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    A movement along the Aggreggate supply curve indicates an increase in output therefore a probability to increase labour force, correct?


    A shift in the AS curve indicates a shift in the PPF therefore meaning an increase in total output and therefore also increase in labour force?


    Also, with the question how would an increase in government spending affect economic growth, how can I apply it to boom/recession scenarios?
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    (Original post by Kolasinac138)
    A movement along the Aggreggate supply curve indicates an increase in output therefore a probability to increase labour force, correct?


    A shift in the AS curve indicates a shift in the PPF therefore meaning an increase in total output and therefore also increase in labour force?


    Also, with the question how would an increase in government spending affect economic growth, how can I apply it to boom/recession scenarios?
    1) Yes, and therefore an increase in inflationary pressures (explaining why the Keynesian AS curve tends to infinity)
    2) A shift doesn't necessarily mean there is an increase in labour force, it may just mean that the current labour force is being used more effectively, e.g. through training schemes/ higher education
    3) The government would aim to spend counter-cyclically, as their spending affects AD. This means during a boom, they would reduce the size of the budget deficit, and possibly go into budget surplus (reducing AD, reducing inflationary pressures therefore increases stability in prices), and during a recession they would spend to shift AD to the right to encourage others to start spending again
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    "A movement along the Aggreggate supply curve indicates an increase in output therefore a probability to increase labour force, correct?"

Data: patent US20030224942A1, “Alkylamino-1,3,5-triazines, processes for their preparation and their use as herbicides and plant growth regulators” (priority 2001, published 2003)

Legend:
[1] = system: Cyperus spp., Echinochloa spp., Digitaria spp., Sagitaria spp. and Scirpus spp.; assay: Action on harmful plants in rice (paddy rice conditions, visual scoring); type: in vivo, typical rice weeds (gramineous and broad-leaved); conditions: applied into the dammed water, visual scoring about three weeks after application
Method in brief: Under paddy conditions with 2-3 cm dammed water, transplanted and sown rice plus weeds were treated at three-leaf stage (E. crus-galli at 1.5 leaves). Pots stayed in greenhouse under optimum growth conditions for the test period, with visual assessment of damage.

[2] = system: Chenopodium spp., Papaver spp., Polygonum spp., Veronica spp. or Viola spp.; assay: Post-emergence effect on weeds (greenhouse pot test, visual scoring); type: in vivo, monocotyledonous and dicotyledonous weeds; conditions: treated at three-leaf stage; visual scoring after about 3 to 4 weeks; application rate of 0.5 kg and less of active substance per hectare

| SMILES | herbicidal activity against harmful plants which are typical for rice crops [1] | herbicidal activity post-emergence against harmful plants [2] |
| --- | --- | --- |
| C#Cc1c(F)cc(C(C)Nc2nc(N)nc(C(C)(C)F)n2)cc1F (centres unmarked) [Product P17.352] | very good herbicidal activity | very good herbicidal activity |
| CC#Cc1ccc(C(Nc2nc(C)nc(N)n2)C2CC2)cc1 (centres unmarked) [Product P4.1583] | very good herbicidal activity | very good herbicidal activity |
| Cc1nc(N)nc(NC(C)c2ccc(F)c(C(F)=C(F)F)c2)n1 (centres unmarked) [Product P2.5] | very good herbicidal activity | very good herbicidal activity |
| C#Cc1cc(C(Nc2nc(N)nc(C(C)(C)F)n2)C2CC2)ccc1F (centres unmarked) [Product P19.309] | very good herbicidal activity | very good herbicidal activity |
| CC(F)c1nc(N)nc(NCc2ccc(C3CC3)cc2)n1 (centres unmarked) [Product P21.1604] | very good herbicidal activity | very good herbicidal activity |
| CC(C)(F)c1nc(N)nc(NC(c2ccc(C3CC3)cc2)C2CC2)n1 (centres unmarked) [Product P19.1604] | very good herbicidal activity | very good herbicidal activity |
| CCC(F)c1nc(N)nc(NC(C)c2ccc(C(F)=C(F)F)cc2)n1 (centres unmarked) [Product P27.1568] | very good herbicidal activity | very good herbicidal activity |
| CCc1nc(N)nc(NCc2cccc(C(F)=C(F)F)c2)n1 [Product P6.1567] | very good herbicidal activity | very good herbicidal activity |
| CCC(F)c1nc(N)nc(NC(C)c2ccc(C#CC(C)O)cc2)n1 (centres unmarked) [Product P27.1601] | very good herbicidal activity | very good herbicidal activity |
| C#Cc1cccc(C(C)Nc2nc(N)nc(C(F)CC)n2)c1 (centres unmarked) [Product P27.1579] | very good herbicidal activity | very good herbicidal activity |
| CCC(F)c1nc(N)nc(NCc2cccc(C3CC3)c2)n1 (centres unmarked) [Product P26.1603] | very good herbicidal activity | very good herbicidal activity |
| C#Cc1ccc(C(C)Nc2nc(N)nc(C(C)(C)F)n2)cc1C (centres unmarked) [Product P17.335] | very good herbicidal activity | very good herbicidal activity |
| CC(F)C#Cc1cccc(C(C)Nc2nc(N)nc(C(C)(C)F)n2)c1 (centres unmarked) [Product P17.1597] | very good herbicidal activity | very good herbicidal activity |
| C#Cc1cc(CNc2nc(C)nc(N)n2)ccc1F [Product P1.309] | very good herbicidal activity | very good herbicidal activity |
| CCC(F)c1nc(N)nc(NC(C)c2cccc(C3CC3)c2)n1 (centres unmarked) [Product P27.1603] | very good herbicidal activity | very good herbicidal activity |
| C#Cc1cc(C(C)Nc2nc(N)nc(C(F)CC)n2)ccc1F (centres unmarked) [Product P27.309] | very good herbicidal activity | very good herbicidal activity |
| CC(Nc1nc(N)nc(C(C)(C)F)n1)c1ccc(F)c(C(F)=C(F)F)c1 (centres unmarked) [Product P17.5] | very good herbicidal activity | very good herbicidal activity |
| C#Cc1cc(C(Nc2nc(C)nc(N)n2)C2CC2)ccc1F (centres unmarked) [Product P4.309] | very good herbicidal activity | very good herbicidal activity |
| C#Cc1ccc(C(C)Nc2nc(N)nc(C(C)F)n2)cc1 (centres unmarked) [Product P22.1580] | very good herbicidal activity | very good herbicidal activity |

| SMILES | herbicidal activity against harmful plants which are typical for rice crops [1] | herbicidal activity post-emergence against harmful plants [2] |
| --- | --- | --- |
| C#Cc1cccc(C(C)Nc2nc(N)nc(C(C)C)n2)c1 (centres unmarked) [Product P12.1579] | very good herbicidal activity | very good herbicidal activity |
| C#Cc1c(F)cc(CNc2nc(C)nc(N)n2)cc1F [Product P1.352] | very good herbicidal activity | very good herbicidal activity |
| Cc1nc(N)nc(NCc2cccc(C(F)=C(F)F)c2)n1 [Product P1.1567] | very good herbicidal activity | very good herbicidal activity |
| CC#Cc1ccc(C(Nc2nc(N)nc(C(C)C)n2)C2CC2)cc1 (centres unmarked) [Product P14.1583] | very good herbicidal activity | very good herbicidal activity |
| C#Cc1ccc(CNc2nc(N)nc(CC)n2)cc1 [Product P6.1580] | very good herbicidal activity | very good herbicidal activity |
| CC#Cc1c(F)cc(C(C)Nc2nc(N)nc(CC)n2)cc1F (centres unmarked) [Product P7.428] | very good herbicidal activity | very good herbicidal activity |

no, a shift along the AS curve does not mean an increase in the labour force. It means that more of the existing factors of production are used, for example, a fall in unemployment.

    "A shift in the AS curve indicates a shift in the PPF therefore meaning an increase in total output and therefore also increase in labour force?"
    not necessarily the labour force. It could mean any of the four factors of production. And it doesn't just mean an increase in the quantity of factors of production, it could also mean an increase in the quality of factors of production e.g. increase in education and training leading to increased productivity leading to a rise in production and so the PPC shifts out.

    "Also, with the question how would an increase in government spending affect economic growth, how can I apply it to boom/recession scenarios?"
    not quite sure what you're meaning here. try to stick to the question because I don't see how the economic cycle comes into things. but everything the guy above said is logical and makes sense. However, his first two points are incorrect.
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    So if I was to talk about increasing employment, is it possible to say an increase in employment is caused by a shift in LRAS due to a shift in PPF and productive capacity?
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    (Original post by Kolasinac138)
    So if I was to talk about increasing employment, is it possible to say an increase in employment is caused by a shift in LRAS due to a shift in PPF and productive capacity?
    A shift in the LRAS and PPF are the same. You don't have to talk about PPF
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    (Original post by Kolasinac138)
    So if I was to talk about increasing employment, is it possible to say an increase in employment is caused by a shift in LRAS due to a shift in PPF and productive capacity?
    no, the economic reasoning would be an increase in employment would meaning a larger workforce, leading to an increase in the productive capacity of the UK economy, which would in turn lead to a shift outwards of LRAS and the PPF.

    As the guy above mentioned, a shift outwards of the PPF and LRAS are actually the same thing demonstrated on different diagrams.

    hope that helps x
 
 
 
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